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At an Associated Press meeting Jan. 19, 2011, about the state's upcoming legislative session, Florida Commissioner of Agriculture and Consumer Services Adam Putnam was asked about an idea floated by Gov. Rick Scott to merge two state departments: Citrus and Agriculture.
Putnam wasn't sweet on the idea.
"All the money the Department of Citrus has is paid for by the citrus growers," Putnam said. "You don't save dollars by eliminating the Department of Citrus."
Government departments usually are funded, at least in part, with taxpayer dollars. So we wondered, is that not the case with the Department of Citrus? Is the entire department's budget paid for by the growers?
Putnam spokesman Sterling Ivey explained via e-mail on Feb. 1: "Although it's a state agency, the FDOC is unique in that its operations are not funded through the state's general tax revenue fund. Florida's citrus industry pays its own way in the form of an excise tax placed on each box of citrus that moves through commercial channels."
The department is well-known in the citrus-growing areas of Central Florida, but less so in other parts of the state. So Ivey sent us some background from the department's website.
It was established in 1935 by legislative approval of the Florida Citrus Code. It's not affiliated with the Department of Agriculture and Consumer Services. The 12-member Florida Citrus Commission, appointed by the governor, sets the annual tax rate that growers pay. The department regulates every aspect of the industry, including research, production, fertilizing, maturity standards, harvesting, licensing, transportation, labeling, packing and processing.
Ivey also sent us a link to the department's 2010-11 budget.
We contacted Comptroller Debra Funkhouser, who has been with the department for 16 years, and she broke down the budget. The total is about $58 million this year. About 85 percent comes from the box tax, 9 percent from the federal government, and the remainder from interest and carryover dollars, she said in an interview Feb. 2. That breakdown does not fluctuate much, and the department has been funded that way for decades, Funkhouser said.
Approximately 57 employees work for the department now, and none of its expenses -- including overhead and salaries – are paid from state tax dollars, Funkhouser said. She did confirm that the department has received only $10 million from state general revenues in its 76-year history, a one-time occurrence after crops were devastated by hurricanes in 2004-05.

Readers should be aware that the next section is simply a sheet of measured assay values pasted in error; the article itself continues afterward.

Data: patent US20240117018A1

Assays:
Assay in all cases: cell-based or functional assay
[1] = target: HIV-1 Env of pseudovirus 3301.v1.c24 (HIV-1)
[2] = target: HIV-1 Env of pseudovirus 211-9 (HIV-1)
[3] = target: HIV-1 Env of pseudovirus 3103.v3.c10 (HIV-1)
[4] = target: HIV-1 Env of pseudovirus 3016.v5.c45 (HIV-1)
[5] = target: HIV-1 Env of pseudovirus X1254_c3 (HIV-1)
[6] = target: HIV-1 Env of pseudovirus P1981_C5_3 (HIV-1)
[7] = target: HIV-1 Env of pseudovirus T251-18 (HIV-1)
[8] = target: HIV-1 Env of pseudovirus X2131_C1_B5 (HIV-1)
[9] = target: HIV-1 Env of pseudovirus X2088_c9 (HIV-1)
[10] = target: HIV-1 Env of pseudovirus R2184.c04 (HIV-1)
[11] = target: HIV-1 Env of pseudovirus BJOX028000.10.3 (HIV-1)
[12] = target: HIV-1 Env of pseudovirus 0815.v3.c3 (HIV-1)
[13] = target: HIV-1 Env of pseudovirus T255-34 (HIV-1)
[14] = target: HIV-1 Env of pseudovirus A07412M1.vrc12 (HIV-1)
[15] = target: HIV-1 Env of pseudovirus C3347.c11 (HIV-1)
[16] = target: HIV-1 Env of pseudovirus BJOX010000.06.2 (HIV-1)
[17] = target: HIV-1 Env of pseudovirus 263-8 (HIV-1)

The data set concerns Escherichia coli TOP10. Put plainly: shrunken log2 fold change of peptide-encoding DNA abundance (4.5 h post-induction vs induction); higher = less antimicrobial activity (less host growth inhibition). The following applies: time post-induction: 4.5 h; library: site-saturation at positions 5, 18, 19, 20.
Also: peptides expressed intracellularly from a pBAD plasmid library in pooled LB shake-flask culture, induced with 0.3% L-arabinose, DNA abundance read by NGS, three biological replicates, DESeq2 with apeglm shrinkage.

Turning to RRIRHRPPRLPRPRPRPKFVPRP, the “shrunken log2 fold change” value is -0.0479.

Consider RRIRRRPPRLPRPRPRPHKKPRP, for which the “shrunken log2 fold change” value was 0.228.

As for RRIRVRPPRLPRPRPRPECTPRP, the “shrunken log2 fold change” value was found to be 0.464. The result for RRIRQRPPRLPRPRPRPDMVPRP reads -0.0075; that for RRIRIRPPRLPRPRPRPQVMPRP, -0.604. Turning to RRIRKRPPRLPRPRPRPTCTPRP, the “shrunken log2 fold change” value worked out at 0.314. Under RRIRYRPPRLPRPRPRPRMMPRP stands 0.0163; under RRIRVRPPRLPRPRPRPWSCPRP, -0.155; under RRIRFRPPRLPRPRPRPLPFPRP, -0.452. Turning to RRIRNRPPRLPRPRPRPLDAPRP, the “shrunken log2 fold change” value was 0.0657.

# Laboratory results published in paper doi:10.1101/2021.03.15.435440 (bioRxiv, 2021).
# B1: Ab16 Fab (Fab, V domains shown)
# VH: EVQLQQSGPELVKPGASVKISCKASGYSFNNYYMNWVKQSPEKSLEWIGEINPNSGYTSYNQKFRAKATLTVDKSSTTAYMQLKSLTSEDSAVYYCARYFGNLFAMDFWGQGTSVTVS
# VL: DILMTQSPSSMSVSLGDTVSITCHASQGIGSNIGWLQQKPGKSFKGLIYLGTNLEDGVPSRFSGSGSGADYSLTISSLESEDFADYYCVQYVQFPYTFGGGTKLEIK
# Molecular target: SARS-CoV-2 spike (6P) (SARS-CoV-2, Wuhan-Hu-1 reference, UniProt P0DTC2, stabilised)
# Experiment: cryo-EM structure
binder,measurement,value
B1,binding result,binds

The box tax is assessed to growers, collected by the processors and remitted to the citrus department, she said. The tax for oranges, for example, is currently 25 cents for a 90-pound box.
Does that mean the box tax is passed on to customers buying citrus?
"I would have to say there is a correlation, just like the cost of farmers' fertilizer, just like the cost of harvesting that fruit. It's not a direct association," she said.
An article in the Lakeland Ledger on Jan. 18, 2011, described a meeting about a month earlier between Ken Keck, the citrus department's executive director, and two officials from Scott's budget office. Keck said the officials discussed possible changes that included a merger with the Agriculture Department or another marketing agency, such as tourism, as well as privatization.
"Citrus officials argued any proposed Citrus Department reform would not advance Scott's stated agenda of cutting taxes for Florida businesses and residents because none of their taxes go to the department," the Ledger said. "To the extent this is a general-revenue issue, this does zero for the state budget," Keck was quoted in the article. "It's unclear whether the governor is aware of that."
The article noted that the department "contributes about $2 million annually to the state's general fund through a service charge levied on every state agency, (Florida Citrus Commissioner Jay) Clark said."
We also looked at the "sunset review"-- routinely done of state departments to determine whether they should be retained, modified or abolished. The Senate Committee on Agriculture was the primary sunset review committee for the 2008 review. The sunset review recommended keeping the citrus department as a free-standing department because a merger would make it inefficient at a time when the citrus industry was facing challenges, including recovering from hurricanes.
Putnam claimed: "All the money the Department of Citrus has is paid for by the citrus growers. You don't save dollars by eliminating the Department of Citrus." In fact, about 85 percent is paid for by the growers -- of the rest, about 9 percent comes from the federal government. So Putnam is correct that Florida won't save state taxpayer dollars by eliminating the department, but he's missing the context of the additional federal dollars. We rate this statement Mostly True.
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